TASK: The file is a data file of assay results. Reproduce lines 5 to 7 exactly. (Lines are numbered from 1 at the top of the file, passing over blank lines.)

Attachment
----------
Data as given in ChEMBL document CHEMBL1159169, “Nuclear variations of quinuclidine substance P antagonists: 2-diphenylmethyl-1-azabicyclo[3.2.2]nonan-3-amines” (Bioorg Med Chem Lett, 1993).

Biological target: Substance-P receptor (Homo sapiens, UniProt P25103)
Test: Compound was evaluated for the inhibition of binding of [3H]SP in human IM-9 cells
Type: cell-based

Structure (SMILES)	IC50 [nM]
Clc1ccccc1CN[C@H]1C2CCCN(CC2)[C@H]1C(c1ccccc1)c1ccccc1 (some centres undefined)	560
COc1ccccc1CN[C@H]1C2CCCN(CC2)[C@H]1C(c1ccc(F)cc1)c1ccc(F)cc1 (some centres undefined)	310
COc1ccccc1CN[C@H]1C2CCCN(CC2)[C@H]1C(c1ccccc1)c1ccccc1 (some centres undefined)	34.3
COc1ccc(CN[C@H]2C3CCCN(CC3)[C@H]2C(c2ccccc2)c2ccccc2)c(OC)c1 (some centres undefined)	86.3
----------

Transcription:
Structure (SMILES)	IC50 [nM]
Clc1ccccc1CN[C@H]1C2CCCN(CC2)[C@H]1C(c1ccccc1)c1ccccc1 (some centres undefined)	560
COc1ccccc1CN[C@H]1C2CCCN(CC2)[C@H]1C(c1ccc(F)cc1)c1ccc(F)cc1 (some centres undefined)	310